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Considerations When Adapting a Program

It is important to find a balance between implementing a program as it was designed and ensuring that the program components are relevant to the target population. One strategy for ensuring your program meets the needs of your community is to involve community members in program planning conversations. Members of the community may include the target population, local agencies, and other key players.

An existing model may be adapted to ensure its relevance to your community; however, it is important to avoid removing elements of the program that are responsible for positive results. To avoid mismatching the program and intervention activities with the needs of the community, researchers have suggested that communities consider the following types of proposed program changes and adaptations:

  • Cultural adaptations: Tailoring the intervention to meet community’s worldview and lifestyle
  • Cognitive adaptation: Changing the language, reading, or age level of the intervention
  • Affective-motivational adaptation: Adjusting aspects related to gender, ethnic, religious, and socioeconomic background of participants
  • Environmental adaptation: Ecological aspects of the community, for example implementing in homes instead of at a clinic
  • Adaptations of program content: Tailoring of language, visuals, examples, scenarios, and activities used during the intervention
  • Adaptations of program form: Altering program structure and goals, which have a potential to reduce program effectiveness

Depending on the program being adapted, each of these adaptations could potentially be made without threatening program fidelity. Program fidelity refers to the extent to which the delivery of the program adheres to the program that was originally developed. Program implementers should carefully consider how much they are adapting a program so that effective practices from the original program remain intact. Because of the tension between program fidelity and adaptation, these different adaptations should be carefully selected.

Acceptable changes: Making these changes will not alter the theory and internal logic of the intervention and ensure critical steps contributing to the intervention effectiveness are maintained. Acceptable changes include:

  • Translating language or modifying vocabulary
  • Replacing cultural references
  • Modifying some aspects of activities
  • Adding relevant evidence-based content to make the program more appealing

Less acceptable changes: These changes may make a substantial change to a program's potential effectiveness:

  • Reducing number or length of program sessions
  • Reducing participant engagement
  • Eliminating key messages or skills learned
  • Using inadequately trained staff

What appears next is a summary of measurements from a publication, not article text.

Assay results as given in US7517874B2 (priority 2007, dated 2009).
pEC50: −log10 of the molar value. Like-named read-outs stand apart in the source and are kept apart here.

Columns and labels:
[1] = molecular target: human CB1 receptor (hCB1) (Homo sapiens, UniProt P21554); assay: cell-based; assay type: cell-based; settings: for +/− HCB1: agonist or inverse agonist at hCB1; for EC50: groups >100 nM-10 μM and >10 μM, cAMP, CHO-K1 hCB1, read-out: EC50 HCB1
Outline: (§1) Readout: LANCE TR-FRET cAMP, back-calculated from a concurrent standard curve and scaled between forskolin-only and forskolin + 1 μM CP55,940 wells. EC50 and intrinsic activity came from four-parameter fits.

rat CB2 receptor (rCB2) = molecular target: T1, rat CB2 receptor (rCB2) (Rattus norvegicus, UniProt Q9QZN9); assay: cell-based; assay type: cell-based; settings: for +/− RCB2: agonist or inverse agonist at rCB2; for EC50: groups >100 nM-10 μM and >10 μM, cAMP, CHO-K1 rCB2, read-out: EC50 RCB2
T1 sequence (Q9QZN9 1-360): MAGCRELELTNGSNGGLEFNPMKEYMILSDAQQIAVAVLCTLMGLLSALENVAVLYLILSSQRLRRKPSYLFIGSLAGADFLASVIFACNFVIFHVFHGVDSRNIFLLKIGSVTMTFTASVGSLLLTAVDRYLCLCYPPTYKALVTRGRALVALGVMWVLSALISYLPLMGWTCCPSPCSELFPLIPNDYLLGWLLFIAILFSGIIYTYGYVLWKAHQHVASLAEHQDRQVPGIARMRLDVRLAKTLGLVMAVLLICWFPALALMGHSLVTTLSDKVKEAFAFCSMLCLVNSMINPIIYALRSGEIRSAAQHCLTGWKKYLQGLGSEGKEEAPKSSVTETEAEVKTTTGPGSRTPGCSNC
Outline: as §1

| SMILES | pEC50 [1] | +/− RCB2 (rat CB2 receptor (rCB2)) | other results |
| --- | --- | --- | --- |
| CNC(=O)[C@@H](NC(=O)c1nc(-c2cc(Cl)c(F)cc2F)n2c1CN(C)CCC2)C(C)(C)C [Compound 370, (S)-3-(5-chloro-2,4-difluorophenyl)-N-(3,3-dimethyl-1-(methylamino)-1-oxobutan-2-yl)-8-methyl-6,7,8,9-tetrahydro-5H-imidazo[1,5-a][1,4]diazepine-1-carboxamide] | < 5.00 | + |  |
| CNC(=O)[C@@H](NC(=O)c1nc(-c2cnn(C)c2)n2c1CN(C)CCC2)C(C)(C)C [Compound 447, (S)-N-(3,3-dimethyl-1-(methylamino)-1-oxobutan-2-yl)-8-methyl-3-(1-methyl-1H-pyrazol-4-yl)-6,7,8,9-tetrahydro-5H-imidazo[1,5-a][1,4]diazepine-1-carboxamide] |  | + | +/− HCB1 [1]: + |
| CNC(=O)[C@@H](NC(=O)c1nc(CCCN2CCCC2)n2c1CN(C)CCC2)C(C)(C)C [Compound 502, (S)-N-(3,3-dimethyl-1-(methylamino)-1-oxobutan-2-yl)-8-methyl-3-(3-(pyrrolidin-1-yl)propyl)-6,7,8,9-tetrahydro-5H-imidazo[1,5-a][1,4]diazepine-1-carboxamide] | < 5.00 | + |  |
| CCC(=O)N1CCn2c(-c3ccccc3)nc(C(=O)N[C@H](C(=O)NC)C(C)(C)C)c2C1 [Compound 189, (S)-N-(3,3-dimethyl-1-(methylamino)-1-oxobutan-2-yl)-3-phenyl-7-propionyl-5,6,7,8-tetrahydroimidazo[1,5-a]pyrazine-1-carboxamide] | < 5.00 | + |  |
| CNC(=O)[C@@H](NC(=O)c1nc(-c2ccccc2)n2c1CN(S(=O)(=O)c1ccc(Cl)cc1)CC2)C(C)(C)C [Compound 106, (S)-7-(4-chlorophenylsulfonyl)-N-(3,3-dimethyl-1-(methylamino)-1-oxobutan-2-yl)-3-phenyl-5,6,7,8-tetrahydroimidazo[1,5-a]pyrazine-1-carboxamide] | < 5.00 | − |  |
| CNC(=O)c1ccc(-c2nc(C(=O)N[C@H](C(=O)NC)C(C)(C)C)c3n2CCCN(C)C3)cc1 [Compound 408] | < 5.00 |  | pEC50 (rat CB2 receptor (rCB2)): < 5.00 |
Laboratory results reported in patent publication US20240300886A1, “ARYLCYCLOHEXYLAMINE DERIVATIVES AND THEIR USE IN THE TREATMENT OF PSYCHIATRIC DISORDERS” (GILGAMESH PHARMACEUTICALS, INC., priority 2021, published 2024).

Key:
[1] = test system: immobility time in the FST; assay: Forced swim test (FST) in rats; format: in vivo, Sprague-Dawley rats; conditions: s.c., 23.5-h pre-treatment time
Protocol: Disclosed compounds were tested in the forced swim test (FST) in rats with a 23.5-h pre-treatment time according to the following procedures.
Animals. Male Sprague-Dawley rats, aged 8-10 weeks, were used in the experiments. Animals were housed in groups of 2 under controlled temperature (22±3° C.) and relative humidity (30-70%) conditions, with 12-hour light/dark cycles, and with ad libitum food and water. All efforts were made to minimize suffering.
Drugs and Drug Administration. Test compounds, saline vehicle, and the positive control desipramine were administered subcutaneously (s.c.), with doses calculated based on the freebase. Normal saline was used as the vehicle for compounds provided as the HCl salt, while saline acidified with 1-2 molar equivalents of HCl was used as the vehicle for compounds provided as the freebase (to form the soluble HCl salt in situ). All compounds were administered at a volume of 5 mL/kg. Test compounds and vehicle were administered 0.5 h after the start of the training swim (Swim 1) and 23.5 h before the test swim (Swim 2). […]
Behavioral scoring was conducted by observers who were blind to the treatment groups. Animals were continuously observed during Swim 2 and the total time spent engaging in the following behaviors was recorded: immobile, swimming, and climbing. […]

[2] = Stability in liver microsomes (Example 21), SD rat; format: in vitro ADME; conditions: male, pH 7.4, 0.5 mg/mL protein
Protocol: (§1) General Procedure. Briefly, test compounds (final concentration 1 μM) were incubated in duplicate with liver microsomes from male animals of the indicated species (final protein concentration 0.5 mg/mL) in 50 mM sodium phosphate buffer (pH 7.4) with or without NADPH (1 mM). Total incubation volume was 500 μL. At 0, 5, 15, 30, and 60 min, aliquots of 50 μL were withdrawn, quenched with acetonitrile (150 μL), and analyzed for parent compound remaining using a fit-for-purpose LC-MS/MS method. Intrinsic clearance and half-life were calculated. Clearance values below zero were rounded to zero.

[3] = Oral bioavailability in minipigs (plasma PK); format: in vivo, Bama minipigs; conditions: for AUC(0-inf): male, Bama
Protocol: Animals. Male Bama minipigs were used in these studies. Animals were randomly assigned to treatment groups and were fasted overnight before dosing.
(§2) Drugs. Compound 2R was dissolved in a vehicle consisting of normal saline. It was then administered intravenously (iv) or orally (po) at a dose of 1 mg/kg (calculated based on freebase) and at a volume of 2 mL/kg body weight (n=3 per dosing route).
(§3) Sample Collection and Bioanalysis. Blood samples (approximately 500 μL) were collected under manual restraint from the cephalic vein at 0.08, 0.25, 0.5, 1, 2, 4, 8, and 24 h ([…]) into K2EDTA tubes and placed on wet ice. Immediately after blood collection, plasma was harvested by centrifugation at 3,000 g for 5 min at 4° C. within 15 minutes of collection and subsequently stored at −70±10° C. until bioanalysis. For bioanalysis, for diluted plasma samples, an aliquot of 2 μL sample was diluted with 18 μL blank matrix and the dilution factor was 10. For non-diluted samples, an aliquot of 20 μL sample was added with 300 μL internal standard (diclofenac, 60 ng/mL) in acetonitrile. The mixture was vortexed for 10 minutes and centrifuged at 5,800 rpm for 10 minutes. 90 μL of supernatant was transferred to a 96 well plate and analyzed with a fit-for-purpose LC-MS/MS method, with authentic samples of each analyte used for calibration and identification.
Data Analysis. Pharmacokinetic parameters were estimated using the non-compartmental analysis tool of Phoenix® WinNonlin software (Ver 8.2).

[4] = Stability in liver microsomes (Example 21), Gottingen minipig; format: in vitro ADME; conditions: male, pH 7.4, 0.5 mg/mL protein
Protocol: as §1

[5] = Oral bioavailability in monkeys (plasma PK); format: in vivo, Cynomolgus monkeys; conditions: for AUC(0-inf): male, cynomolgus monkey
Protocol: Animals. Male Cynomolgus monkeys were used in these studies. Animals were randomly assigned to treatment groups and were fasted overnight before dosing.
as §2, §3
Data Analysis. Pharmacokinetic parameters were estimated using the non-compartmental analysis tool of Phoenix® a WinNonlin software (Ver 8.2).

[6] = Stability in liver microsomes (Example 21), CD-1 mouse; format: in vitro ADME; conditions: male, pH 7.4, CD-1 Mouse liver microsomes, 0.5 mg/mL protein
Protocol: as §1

• Using fewer staff members than recommended

The Society for Public Health Education (SOPHE) has also highlighted elements of interventions that can and cannot be modified when dealing with program fidelity:

Aspects that can be modified:

  • Names
  • Pictures/testimonials
  • Wording
  • Location
  • Incentives
  • Timeline

Aspects that should not be modified:

  • Key components
  • Theoretical foundation (e.g. behavior change theory)

Resources to Learn More

The Community Tool Box: Chapter 19 - Section 4. Adapting Community Interventions for Different Cultures and Communities
Website
Addresses different aspects of adapting programs to meet cultural needs and interests of the target population.
Organization(s): University of Kansas Work Group for Community Health and Development

Making Adaptations Tip Sheet
Document
This sheet functions as a guide for program implementers to follow when making adaptations to their program. It provides information on how to decide what adaptations are appropriate without negatively impacting the program outcomes.
Organization(s): Administration for Children and Families
Date: 2011

Reducing Adolescent Sexual Risk: A Theoretical Guide for Developing and Adapting Curriculum-Based Programs
Document
This book was created to help others design or adapt their own curricula, specifically to address risk and protective factors that are related to sexual risk, but the themes and practices can be applied to adapting other kinds of curricula.
Author(s): Kirby, D., Coyle, K., Alton, F., Rolleri, L., & Robin, L.
Organization(s): Centers for Disease Control and Prevention
Date: 2011

How to Adapt Effective Programs for Use in New Contexts
Document
This article breaks down seven steps to adapt an effective program to a specific community's needs without losing the original, effective program’s impact.
Author(s): Card, J., Solomon, J., & Cunningham, S.
Location: Health Promotion Practice, 12(1), 25-35
Date: 2011

Taking a Broad Approach to Public Health Program Adaptation: Adapting a Family-based Diabetes Education Program
Document
This article describes the adaptation of a diabetes program to meet the needs of Hispanic populations. The article highlights questions and concerns that practitioners and stakeholders should consider when adapting their own programs.
Author(s): Reinschmidt K., Teufel-Shone, N., Drummond, R., et.al.
Location: The Journal of Primary Prevention, 31(1-2), 69-83
Date: 2010